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Uneven record of press freedom, says new MISA report

Media Institute of Southern Africa : promoting media diversity . pluralism . self-sufficiency . independence - MISA logo. MISA
The MISA study finds that women's views are under-represented in the media in southern Africa
Southern Africa's media faced a mixed bag of challenges over the past year, a new report has found. The annual publication by the Media Institute of Southern Africa (MISA), 'So this is Democracy? - State of Media Freedom in Southern Africa 2004', published ahead of next week's World Press Freedom Day, said the status quo of either a generally free or a restricted media environment had been maintained in the countries surveyed. "MISA issued 169 alerts in 2004 against individual journalists, and freedom of expression violations against institutions in 11 countries in the Southern African Development Community (SADC) region, a decrease of 10 percent over the 188 alerts recorded 2003," said Zoë Titus, regional programme manager for media freedom monitoring. "However, it is a 100 percent increase compared to 1994, when only 84 alerts were issued, the first year MISA first began monitoring media freedom and freedom violations on the sub-continent." Significantly, only 47 alerts were recorded in Zimbabwe during 2004, a 54 percent decrease against the previous year's 102, according to the report. MISA attributed the decline to the fact that the independent media in Zimbabwe had been effectively silenced by the vigorous application of the Access to Information and Protection of Privacy Act (AIPPA) and the Public Order and Security Act (POSA). "The closure of the Daily News in September 2003 and that of the Tribune in 2004, impacted decisively on critical and independent reporting," said the report. Swaziland, on the other hand, showed a significant increase of violations during 2004 - a total of 29 individual incidents were recorded, as opposed to the official three noted in 2003. In SADC countries where there had not been an overt deterioration in media freedom, the need remained for media law reform, as the environment was "still littered with legal hurdles that stifle media freedom", according to MISA. The media in Lesotho and Swaziland were especially crippled by the financial cost of an increase in civil defamation cases that resulted in expensive penalties awarded to successful litigants. Good laws in themselves do not ensure an improved environment for press freedom, the report commented. "In Zambia, the benefits of the enactment of the Independent Broadcasting Authority and Zambia National Broadcasting Corporation acts have not yet filtered down to the populace," MISA noted. The two laws are aimed at ending government interference in the public and private media. On 3 May 1991, the UN declaration on Promoting an Independent and Pluralistic African Press was adopted in the Namibian capital of Windhoek, and MISA was established the following year as a non-governmental organisation with its headquarters in Windhoek. MISA has national chapters in 10 SADC countries and since 1994 has monitored press freedom in 11 countries: Botswana, Lesotho, Malawi, Mozambique, Namibia, South Africa, Swaziland, Tanzania, Zambia and Zimbabwe.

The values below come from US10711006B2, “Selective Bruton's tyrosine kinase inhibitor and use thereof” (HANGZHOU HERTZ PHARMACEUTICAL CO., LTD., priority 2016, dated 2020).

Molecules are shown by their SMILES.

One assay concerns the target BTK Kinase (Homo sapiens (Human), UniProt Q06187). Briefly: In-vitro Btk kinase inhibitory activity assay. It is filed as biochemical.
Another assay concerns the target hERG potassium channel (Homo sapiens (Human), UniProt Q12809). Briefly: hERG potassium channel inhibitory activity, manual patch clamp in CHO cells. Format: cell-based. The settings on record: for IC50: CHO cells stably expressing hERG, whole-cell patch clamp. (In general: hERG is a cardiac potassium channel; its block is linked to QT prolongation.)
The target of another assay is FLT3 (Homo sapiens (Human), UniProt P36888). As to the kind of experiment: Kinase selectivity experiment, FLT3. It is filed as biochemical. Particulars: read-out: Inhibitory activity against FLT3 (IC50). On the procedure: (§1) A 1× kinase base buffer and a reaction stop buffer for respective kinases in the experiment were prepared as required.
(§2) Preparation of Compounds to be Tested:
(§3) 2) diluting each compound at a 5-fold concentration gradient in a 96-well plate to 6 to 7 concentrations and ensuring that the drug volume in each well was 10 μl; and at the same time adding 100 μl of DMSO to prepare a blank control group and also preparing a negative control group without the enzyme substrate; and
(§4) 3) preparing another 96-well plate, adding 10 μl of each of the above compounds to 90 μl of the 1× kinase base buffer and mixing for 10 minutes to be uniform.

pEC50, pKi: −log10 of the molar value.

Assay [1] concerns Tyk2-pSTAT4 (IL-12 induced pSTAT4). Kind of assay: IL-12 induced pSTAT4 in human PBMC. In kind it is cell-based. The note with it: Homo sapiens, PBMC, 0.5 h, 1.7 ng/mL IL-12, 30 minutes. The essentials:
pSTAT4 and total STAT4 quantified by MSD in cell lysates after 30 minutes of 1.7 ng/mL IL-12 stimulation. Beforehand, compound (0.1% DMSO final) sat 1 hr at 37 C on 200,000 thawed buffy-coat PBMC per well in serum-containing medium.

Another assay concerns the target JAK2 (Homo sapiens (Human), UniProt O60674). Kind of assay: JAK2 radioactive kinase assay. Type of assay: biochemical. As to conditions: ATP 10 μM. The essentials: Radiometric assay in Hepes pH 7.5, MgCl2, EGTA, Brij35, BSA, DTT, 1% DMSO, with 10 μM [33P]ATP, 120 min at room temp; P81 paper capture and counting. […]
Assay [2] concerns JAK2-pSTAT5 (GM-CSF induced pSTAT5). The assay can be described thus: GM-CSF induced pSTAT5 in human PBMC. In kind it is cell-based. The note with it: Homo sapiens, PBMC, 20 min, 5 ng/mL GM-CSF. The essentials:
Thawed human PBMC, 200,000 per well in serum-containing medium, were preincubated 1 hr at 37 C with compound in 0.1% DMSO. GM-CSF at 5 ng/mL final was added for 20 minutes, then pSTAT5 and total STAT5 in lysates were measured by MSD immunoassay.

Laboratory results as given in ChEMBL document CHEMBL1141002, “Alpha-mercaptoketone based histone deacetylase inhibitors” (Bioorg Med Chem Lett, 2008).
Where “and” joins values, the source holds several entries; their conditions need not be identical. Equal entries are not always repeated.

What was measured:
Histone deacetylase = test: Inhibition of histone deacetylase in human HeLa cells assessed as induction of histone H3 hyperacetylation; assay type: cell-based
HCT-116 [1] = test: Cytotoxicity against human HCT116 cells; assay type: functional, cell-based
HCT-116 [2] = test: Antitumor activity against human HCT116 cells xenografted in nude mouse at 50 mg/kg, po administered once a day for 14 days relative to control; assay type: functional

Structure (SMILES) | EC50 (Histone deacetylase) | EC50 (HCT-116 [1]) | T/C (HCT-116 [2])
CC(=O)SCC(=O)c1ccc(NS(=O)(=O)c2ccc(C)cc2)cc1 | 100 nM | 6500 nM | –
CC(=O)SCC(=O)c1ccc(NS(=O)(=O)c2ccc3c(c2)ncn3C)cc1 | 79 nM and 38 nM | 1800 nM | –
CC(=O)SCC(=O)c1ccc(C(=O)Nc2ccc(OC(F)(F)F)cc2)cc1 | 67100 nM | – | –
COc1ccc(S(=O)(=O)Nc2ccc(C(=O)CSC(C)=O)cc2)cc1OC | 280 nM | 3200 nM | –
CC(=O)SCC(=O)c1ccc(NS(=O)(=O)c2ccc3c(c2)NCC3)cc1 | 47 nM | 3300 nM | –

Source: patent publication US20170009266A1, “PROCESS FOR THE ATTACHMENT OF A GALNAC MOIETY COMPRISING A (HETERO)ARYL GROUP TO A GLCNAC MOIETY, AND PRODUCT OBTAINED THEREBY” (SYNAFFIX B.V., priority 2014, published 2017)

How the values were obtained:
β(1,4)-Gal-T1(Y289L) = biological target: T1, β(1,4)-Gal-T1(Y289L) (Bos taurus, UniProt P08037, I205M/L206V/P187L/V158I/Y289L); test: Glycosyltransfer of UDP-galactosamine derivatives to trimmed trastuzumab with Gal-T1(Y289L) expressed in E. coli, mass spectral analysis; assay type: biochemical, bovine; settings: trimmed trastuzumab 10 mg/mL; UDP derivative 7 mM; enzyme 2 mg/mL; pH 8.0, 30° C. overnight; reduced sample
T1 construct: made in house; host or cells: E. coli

This article was produced by IRIN News while it was part of the United Nations Office for the Coordination of Humanitarian Affairs. Please send queries on copyright or liability to the UN. For more information: https://shop.un.org/rights-permissions

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